Friday, April 8, 2011

Formlets in C# and VB.NET

All this talk about formlets in F#, by now you might think this is something that only works in functional languages. Nothing further from the truth. Tomáš Petříček has already blogged about formlets in C#, and I've been working on a wrapper around FsFormlets to be used in C# and VB.NET I called CsFormlets (I'm really good with names if you haven't noticed).

In this post I'll assume you already know about formlets. If you don't, I recommend reading Tomas' article. If you want to know more about my particular implementation of formlets, see my previous posts on the subject. If you're just too lazy to read all those lengthy articles, that's ok, read on, you'll still get a good feeling of formlets.

So if F# is a first-class .NET language, why is it necessary to wrap FsFormlets for C# consumption? Well, for one the formlet type is utterly unmanageable in C#. The formlet type in FsFormlets is (expressed in F#):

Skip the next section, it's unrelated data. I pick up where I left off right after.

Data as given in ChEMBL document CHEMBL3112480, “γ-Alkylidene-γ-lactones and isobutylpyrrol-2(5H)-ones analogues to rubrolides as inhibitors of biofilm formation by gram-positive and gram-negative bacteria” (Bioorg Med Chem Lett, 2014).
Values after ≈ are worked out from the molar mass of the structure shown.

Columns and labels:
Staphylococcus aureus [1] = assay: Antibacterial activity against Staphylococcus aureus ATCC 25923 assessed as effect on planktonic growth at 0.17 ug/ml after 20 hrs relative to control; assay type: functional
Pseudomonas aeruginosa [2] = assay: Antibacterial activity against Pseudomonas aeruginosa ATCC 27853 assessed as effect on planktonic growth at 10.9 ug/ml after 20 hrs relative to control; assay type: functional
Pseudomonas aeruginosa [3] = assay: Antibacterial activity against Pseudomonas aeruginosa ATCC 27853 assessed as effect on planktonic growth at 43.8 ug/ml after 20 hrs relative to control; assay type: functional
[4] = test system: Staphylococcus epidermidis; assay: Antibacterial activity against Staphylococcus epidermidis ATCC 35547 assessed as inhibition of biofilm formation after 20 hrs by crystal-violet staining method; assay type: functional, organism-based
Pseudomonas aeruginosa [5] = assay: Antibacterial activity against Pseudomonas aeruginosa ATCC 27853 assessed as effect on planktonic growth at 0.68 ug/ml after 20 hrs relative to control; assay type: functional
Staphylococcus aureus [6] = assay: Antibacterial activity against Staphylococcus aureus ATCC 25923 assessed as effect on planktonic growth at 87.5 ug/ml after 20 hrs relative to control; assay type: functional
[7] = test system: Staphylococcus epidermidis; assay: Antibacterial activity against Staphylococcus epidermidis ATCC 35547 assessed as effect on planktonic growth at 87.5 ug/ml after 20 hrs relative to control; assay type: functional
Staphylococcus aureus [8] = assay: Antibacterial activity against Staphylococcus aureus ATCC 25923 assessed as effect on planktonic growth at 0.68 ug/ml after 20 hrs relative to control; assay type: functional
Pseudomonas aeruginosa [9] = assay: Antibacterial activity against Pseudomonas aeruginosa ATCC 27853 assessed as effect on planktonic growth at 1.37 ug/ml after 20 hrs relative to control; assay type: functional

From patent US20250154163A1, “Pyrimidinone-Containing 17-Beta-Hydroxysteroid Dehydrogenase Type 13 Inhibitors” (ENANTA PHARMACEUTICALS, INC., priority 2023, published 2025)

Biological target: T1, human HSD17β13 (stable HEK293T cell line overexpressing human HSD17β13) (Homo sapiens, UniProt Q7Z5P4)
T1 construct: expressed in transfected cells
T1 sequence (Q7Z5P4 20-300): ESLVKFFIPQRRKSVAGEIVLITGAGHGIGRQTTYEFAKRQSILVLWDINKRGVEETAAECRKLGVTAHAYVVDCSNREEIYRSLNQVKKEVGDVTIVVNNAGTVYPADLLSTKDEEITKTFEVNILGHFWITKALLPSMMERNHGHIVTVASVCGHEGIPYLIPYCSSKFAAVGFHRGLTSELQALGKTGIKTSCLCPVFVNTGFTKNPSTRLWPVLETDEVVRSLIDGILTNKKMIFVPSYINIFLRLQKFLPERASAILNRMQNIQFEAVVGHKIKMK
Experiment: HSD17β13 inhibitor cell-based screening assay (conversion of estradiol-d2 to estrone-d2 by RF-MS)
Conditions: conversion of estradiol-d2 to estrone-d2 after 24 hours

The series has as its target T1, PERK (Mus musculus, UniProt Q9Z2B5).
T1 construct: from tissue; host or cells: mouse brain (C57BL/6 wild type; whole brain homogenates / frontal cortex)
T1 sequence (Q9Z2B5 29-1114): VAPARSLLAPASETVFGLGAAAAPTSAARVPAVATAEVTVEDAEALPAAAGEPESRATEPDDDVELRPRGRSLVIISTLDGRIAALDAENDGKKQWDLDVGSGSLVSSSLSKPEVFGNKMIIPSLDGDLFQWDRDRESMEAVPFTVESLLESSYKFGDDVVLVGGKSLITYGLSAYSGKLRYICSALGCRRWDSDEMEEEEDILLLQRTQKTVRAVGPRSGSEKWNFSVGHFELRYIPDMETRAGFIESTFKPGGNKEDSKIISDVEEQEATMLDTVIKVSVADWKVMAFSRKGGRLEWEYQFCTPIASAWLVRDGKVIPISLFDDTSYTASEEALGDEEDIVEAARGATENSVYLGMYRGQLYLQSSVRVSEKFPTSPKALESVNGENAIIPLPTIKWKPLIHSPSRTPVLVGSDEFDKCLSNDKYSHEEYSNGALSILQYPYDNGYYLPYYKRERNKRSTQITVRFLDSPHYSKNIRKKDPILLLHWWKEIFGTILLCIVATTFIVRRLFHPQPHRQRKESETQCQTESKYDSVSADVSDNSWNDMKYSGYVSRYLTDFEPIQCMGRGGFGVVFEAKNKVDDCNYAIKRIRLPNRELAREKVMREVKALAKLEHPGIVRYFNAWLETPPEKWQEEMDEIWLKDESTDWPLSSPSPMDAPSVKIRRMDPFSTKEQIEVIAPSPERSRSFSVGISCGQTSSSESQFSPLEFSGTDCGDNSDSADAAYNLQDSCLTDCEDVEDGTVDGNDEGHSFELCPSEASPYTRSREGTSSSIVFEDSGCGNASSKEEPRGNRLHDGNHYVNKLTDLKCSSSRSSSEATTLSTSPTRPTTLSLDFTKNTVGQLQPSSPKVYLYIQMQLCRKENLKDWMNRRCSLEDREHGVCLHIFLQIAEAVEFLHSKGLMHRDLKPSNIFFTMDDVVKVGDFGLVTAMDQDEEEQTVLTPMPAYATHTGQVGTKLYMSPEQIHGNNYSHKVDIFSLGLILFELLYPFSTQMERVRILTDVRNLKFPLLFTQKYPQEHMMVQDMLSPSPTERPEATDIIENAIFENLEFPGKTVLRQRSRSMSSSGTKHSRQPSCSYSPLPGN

type 'a Formlet = 'a Error ErrorList XmlWriter Environ XmlWriter NameGen

where Error, ErrorList, etc, each are individual applicative functors. Type aliases in F# make it easy to hide the 'real' type underneath that, but unfortunately, C# doesn't support type aliases with type parameters, so the formlet type becomes this monster:

FSharpFunc<int, Tuple<Tuple<FSharpList<XNode>, FSharpFunc<FSharpList<Tuple<string, InputValue>>, Tuple<FSharpList<XNode>, Tuple<FSharpList<string>, FSharpOption<T>>>>>, int>>